TriFinger: An Open-Source Robot for Learning Dexterity


The TriFinger is a robotic platform intended to support research in dexterous manipulation. All hardware and software (including a simulator) are open-source, links can be found below. Please check the paper for a detailed description of the hardware and software:

The key properties of the hardware and software design are:


Each finger has 3 DoF and they share a workspace, permitting complex fine-manipulation. Three RGB cameras ensure good visibility for any configuration. Instructions for building your own platform can be found here.

The design is loosely inspired by thumb, index and middle finger.

The platform design allows for dexterous manipulation.

The fingers share a large workspace for simultaneous object interaction.

The platform can be flipped, e.g. for throwing. 

The internal mechanics are based on the quadruped proposed here. This design has the following qualities:


The key strengths of the software framework are:

The robot-agnostic code can be found in the robot_interfaces repository, see here for a demo of usage in C++, and here for a demo of how a new robot can be implemented. The drivers for our particular robot are implemented in robot_fingers. More detailed instructions for installing and using the code can be found in the documentation:

For a demo of usage in Python, check this file, here is a snippet of actual code:


We provide a simulator (based on PyBullet) of the TriFinger robot. The simulator provides an interface which is identical to the one of the real robot, which makes switching easy. Please see here for documentation and installation instructions.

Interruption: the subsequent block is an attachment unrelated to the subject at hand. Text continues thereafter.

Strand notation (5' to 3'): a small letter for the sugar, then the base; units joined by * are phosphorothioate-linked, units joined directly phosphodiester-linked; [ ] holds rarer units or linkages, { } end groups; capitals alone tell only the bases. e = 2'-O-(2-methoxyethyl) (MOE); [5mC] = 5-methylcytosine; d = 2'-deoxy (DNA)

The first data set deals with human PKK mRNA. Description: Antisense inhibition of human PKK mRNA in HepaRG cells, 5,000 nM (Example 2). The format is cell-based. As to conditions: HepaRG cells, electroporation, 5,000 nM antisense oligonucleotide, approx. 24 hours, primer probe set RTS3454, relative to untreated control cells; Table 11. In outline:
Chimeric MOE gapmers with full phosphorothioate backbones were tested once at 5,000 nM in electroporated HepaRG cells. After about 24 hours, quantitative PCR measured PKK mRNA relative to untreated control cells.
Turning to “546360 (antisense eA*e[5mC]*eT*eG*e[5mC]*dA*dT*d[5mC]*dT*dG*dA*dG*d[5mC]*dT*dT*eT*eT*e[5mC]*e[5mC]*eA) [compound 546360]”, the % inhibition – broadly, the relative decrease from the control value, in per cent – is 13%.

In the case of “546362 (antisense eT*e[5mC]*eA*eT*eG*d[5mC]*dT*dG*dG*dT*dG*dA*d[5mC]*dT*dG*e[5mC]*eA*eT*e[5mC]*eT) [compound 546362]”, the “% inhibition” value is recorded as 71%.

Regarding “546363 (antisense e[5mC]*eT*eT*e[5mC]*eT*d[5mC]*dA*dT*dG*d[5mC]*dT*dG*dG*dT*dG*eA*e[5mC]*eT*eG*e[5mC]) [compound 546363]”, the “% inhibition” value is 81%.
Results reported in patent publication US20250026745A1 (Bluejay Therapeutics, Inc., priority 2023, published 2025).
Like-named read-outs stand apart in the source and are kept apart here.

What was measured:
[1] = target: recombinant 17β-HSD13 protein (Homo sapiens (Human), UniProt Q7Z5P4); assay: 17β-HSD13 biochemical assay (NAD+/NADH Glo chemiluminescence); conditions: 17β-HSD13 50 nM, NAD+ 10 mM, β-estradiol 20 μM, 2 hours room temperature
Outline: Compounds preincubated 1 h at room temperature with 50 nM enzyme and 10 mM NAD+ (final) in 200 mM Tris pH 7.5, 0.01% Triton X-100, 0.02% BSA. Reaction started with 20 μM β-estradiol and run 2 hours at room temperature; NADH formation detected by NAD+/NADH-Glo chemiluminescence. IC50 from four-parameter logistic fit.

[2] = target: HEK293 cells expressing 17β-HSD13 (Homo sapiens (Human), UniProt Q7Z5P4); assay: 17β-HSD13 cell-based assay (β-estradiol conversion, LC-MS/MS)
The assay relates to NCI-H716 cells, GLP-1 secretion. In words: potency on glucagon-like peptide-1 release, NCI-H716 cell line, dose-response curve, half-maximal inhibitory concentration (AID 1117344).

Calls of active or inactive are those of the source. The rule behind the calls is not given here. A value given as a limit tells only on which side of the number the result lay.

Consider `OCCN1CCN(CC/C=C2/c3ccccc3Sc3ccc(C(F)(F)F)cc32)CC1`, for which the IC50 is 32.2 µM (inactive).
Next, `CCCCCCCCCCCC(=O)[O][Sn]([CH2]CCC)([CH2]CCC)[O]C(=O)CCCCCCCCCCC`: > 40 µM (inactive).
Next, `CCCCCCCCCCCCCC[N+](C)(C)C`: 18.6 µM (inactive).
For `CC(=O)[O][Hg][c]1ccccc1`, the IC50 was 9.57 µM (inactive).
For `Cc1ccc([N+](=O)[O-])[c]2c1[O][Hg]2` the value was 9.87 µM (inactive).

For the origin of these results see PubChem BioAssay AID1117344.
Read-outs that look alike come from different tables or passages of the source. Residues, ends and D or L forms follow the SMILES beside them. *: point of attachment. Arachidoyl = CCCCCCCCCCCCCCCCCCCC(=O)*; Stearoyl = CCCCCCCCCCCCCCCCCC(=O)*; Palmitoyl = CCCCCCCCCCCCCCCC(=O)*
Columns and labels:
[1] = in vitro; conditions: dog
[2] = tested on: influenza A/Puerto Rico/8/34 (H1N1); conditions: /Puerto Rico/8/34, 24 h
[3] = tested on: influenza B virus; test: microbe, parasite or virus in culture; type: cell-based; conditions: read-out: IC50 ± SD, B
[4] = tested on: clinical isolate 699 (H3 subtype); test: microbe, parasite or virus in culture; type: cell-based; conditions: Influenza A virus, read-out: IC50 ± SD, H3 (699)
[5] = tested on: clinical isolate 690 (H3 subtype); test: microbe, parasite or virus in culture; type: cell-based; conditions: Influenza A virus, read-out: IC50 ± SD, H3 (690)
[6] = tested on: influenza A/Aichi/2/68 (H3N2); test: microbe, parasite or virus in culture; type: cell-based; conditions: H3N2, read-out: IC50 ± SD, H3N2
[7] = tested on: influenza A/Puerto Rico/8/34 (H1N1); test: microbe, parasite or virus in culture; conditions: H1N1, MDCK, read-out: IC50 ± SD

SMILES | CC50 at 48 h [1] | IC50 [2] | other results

Illustrative Experiments

To illustrate the capabilities of the platform, we perform simple demonstration, optimal control and deep reinforcement learning experiments.

Fine Manipulation

These motions were recorded through kinesthetic teaching (i.e. the motion was demonstrated by guiding the robot fingers).

Turning In-Hand
Large Motion


As above, these motions were recorded through kinesthetic teaching.

Throwing a Plastic Cup
Throwing a Ball (Slow Motion)
Throwing a Ball

Optimal Control

Here, we execute a real-time 1kHz control loop which computes the optimal forces to be applied to the object.

Object Pickup Task
Circular Motion Task

Deep Reinforcement Learning

Here we apply an out-of-the-box implementation of a deep RL algorithm (DDPG from stable baselines) to learn reaching from scratch. Notably, no safety precautions are necessary on the user side.

Beginning of Training
Middle of Training
End of Training